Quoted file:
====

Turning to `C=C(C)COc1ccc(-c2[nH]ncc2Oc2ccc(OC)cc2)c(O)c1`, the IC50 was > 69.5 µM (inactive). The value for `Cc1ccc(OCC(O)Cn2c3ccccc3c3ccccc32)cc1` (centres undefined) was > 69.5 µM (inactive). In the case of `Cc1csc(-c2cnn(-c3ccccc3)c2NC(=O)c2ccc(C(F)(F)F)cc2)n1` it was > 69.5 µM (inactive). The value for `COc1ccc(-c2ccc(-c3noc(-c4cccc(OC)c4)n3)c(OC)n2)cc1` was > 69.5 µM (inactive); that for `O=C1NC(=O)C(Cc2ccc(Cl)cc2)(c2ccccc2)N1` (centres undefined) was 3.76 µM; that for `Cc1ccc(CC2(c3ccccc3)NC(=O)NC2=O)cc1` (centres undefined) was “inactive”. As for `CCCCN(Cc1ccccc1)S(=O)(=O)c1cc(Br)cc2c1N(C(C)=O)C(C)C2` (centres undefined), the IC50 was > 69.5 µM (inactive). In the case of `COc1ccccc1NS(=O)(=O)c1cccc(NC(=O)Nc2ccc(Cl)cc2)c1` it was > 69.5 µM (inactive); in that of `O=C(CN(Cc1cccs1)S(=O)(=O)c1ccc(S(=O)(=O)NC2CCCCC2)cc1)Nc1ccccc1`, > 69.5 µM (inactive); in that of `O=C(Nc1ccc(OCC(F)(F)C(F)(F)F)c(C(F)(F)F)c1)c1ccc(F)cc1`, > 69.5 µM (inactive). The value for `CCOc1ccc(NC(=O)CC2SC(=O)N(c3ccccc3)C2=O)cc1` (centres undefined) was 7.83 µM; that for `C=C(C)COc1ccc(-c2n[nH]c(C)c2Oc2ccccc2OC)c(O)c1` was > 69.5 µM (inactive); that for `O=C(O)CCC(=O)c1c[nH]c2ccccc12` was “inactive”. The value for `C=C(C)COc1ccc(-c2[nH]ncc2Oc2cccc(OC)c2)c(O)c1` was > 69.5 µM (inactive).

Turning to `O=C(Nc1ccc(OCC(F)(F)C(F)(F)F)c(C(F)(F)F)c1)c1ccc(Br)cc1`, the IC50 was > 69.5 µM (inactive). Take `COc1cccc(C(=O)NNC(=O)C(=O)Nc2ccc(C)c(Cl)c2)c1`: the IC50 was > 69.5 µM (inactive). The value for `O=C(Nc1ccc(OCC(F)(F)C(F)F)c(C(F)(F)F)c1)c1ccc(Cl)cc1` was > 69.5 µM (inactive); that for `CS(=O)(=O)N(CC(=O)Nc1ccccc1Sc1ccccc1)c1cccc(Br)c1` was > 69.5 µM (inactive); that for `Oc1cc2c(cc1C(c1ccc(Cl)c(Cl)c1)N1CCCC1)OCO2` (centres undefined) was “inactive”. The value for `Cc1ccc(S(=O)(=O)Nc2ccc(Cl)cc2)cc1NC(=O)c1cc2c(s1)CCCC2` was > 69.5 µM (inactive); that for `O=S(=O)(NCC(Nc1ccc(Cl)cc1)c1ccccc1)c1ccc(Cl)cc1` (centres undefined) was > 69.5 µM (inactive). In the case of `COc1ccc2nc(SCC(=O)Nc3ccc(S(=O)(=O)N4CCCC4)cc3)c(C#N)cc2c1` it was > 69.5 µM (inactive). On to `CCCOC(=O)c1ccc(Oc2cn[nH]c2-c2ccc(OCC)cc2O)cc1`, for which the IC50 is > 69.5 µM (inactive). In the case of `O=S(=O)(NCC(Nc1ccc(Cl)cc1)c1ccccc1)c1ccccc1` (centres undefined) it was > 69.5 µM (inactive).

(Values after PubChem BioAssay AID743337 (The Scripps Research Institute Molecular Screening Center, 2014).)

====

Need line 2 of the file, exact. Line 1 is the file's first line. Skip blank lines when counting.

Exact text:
Turning to `O=C(Nc1ccc(OCC(F)(F)C(F)(F)F)c(C(F)(F)F)c1)c1ccc(Br)cc1`, the IC50 was > 69.5 µM (inactive). Take `COc1cccc(C(=O)NNC(=O)C(=O)Nc2ccc(C)c(Cl)c2)c1`: the IC50 was > 69.5 µM (inactive). The value for `O=C(Nc1ccc(OCC(F)(F)C(F)F)c(C(F)(F)F)c1)c1ccc(Cl)cc1` was > 69.5 µM (inactive); that for `CS(=O)(=O)N(CC(=O)Nc1ccccc1Sc1ccccc1)c1cccc(Br)c1` was > 69.5 µM (inactive); that for `Oc1cc2c(cc1C(c1ccc(Cl)c(Cl)c1)N1CCCC1)OCO2` (centres undefined) was “inactive”. The value for `Cc1ccc(S(=O)(=O)Nc2ccc(Cl)cc2)cc1NC(=O)c1cc2c(s1)CCCC2` was > 69.5 µM (inactive); that for `O=S(=O)(NCC(Nc1ccc(Cl)cc1)c1ccccc1)c1ccc(Cl)cc1` (centres undefined) was > 69.5 µM (inactive). In the case of `COc1ccc2nc(SCC(=O)Nc3ccc(S(=O)(=O)N4CCCC4)cc3)c(C#N)cc2c1` it was > 69.5 µM (inactive). On to `CCCOC(=O)c1ccc(Oc2cn[nH]c2-c2ccc(OCC)cc2O)cc1`, for which the IC50 is > 69.5 µM (inactive). In the case of `O=S(=O)(NCC(Nc1ccc(Cl)cc1)c1ccccc1)c1ccccc1` (centres undefined) it was > 69.5 µM (inactive).